Emotional Infidelity: How to Affair-Proof Your Marriage and 10 Other Secrets to a Great Relationship

Emotional Infidelity: How to Affair-Proof Your Marriage and 10 Other Secrets to a Great Relationship

by M. Gary Neuman
Emotional Infidelity: How to Affair-Proof Your Marriage and 10 Other Secrets to a Great Relationship

Emotional Infidelity: How to Affair-Proof Your Marriage and 10 Other Secrets to a Great Relationship

by M. Gary Neuman

Paperback(First Paperback Edition)

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What’s holding you back from a great marriage?

“I don’t believe in ‘okay,’ ‘decent,’ or ‘solid’ marriages. I’m against them,” says M. Gary Neuman. “I believe only in great marriages, and that you should expect and reach for no less.” In the last fifteen years, M. Gary Neuman, marital therapist and architect of the Sandcastles Divorce Therapy Program, has helped thousands of couples in crisis. Couples who fight. Who’ve grown apart. Who are stuck in relationships that run more on routine and rancor than love and understanding. What he’s found is that, contrary to popular belief, the problem is usually not poor communication. It’s the failure to put most of your focus into your marriage. You’ve only got so much energy. Are you spending it by being emotionally unfaithful?

Take a quick check: Do you send that funny e-mail to your friends at work—but not to your spouse? Do you chew over all the problems on the job so thoroughly with your colleagues that by the time you get home, you just don’t feel like going into it all over again? Do you get a secret thrill out of flirting with coworkers—thinking it’s safe because you know it’s not going any further? If so, you’re committing emotional infidelity—and you’re draining your marriage of the energy it needs to be great. Learning how to break this cycle is one of eleven secrets M. Gary Neuman shares in his provocative new book.

Based on the ten-week program he’s developed in his successful couples counseling practice, the book offers guidelines that are often counterintuitive, even outrageous or shocking. But they work. Dare to limit contact with members of the opposite sex. Dare to need each other. Dare to put in writing the nitty-gritty realities of a marriage plan. Dare to put your marriage before your kids or job. Dare to make love in a whole new way. Dare to change your focus: make the commitment to focus on each of the eleven secrets (ten plus one bonus secret) for one week apiece and you’ll reap the rewards of a transformed marriage and a reconfirmed relationship.

M. Gary Neuman’s program is guaranteed to challenge you and make you reexamine the myths holding you back from true happiness and satisfaction. It will change your marriage forever.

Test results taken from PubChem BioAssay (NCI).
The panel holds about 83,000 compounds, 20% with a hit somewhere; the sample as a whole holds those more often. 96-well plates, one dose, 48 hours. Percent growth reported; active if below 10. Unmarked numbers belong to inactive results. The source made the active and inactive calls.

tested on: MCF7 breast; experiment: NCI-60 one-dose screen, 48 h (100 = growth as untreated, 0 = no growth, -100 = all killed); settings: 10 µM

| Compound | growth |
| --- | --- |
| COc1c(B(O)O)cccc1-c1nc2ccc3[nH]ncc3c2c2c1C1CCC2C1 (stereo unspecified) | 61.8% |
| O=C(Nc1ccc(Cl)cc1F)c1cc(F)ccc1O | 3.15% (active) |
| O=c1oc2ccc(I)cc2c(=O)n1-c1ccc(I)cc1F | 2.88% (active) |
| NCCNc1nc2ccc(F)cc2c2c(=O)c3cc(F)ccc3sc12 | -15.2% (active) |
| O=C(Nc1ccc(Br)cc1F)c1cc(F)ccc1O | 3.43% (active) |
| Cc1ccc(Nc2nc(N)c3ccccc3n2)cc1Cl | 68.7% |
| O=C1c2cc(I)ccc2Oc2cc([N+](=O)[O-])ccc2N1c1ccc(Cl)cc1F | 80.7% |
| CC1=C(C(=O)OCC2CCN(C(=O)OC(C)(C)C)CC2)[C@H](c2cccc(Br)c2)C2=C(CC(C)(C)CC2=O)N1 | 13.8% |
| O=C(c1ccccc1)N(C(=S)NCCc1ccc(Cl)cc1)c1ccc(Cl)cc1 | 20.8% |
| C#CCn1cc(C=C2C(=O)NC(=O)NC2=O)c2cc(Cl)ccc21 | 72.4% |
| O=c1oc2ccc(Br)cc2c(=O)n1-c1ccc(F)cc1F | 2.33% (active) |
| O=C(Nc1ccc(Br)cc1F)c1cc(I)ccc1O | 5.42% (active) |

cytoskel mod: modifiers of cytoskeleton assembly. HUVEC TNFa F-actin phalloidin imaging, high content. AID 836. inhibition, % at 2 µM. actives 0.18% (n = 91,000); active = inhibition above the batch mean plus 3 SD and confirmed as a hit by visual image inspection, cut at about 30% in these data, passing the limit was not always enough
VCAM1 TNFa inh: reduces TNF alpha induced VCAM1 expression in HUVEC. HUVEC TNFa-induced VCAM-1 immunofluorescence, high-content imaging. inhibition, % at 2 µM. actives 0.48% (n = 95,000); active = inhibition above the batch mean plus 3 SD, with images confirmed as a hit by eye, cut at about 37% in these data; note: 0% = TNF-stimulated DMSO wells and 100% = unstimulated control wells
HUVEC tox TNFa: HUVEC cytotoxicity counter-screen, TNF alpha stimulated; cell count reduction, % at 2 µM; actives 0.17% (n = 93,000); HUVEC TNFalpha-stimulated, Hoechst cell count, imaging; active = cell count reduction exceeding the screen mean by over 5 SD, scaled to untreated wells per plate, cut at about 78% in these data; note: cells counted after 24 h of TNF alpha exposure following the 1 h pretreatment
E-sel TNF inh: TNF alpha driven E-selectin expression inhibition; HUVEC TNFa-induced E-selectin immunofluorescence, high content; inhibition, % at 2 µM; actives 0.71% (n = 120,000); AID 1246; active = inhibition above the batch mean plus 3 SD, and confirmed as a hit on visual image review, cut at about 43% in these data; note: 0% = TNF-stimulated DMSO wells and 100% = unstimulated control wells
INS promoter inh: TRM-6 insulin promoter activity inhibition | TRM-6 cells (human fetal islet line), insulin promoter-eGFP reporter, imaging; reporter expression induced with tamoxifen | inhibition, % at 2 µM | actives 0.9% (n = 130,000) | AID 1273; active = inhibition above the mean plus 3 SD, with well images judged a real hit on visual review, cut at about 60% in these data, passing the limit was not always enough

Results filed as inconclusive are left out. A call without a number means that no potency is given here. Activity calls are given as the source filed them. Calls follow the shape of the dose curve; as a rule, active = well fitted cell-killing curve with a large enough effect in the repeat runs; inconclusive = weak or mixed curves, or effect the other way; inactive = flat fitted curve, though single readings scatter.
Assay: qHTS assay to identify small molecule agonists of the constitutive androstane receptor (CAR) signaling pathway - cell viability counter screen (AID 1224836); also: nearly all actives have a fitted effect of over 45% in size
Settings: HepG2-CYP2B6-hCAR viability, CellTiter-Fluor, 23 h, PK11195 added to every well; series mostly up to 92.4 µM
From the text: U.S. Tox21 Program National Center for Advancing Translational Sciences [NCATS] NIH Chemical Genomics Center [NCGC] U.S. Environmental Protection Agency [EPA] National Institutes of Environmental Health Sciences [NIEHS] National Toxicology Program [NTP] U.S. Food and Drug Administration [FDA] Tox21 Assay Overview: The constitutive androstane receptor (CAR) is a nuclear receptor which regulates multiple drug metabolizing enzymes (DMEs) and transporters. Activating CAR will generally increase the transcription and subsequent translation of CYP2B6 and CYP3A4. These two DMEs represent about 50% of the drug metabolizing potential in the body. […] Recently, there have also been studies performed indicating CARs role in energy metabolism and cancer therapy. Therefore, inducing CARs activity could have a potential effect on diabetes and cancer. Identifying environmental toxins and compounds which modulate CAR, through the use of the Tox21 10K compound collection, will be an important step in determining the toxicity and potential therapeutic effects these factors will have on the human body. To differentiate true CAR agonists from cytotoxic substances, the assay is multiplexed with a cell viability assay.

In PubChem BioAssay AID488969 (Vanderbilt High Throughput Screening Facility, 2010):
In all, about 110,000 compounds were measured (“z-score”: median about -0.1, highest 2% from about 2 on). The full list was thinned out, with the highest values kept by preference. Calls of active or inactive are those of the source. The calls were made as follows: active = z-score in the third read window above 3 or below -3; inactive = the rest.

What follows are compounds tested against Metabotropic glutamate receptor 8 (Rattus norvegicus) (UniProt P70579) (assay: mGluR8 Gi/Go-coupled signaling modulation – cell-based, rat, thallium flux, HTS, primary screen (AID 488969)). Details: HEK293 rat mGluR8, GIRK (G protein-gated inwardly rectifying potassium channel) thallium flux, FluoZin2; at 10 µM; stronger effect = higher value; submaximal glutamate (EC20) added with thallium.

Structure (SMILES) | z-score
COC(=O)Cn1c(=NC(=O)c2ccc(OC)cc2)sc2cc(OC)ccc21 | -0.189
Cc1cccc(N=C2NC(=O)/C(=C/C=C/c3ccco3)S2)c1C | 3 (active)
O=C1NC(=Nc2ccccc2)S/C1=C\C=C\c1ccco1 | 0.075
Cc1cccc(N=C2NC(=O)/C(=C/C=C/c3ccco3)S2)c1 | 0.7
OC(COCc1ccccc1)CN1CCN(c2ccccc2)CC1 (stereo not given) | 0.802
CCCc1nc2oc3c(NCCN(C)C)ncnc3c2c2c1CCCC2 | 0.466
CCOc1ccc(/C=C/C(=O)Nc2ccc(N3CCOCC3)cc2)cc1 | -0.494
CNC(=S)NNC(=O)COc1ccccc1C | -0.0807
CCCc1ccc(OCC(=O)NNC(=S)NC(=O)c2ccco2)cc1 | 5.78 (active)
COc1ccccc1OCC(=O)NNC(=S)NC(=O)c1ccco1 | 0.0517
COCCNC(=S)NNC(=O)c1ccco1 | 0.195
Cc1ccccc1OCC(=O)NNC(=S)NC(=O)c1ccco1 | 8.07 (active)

Product Details

ISBN-13: 9780609810002
Publisher: Harmony/Rodale
Publication date: 09/24/2002
Edition description: First Paperback Edition
Pages: 320
Sales rank: 764,796
Product dimensions: 5.12(w) x 8.02(h) x 0.69(d)

About the Author

M. GARY NEUMAN is a family mediator, Florida state-licensed mental health counselor, and author of Helping Your Kids Cope with Divorce the Sandcastles Way. He maintains a private practice in Miami, Florida, where he sees adults, children, and families. He also tours the country, speaking about marital and family issues. He and his work have been featured on The Oprah Show, Today, The View, and National Public Radio, in People and Time, and elsewhere. He lives with his wife and five children in Miami Beach, Florida.

Read an Excerpt

How Great Is Your Marriage?
Answer the following fifteen questions, then tabulate your responses to find out how your marriage stacks up.

1. Your spouse has gained ten pounds and says to you, “I’ve really put on a few pounds lately.” You would say:
A. ”You could lose some weight. Since you brought it up, I’ll admit that it’s kind of a turn-off.”
B. “C’mon, you look great!”
C. ”Actually, I was wondering if you were in some sort of eating Olympics.”
D. ”If you’d like, let’s find a diet together. We could both use a healthier eating plan.”

2. You receive a promotion or some other great news. You would immediately:
A. Tell your spouse before anyone else.
B. Tell your friends/colleagues, then celebrate with them.
C. Tell the person you are hoping to have an affair with.
D. Tell your mother.

3. A sexy person is flirting with you. You would:
A. Flirt back, feel great, and say, “I hope we talk soon.”
B. Excuse yourself immediately because you remembered you “have an appointment.”
C. Excuse yourself by saying, “Excuse me, but my spouse just beeped me and we have plans.”
D. Flirt back and then ask this person to join you for coffee.

4. It’s 9:30 p.m. on a Wednesday night, and you’ve just finished putting the kids to bed after a full day’s work. You would:
A. Turn on the television set and “zone out.”
B. Ask your spouse to join you for some quiet time–reading together in bed, taking a walk, or hanging out in the living room.
C. Make lunches and clean the kitchen with your spouse.
D. Leave to go to the board meeting for the organization you volunteer for.

5. You’ve just had a fight with your spouse. The first person you would discuss it with is:
A. Your sibling.
B. Your opposite-sex colleague.
C. Your friend.
D. Your spouse.

6. When a topic arises that you think your spouse and you will disagree on, you would: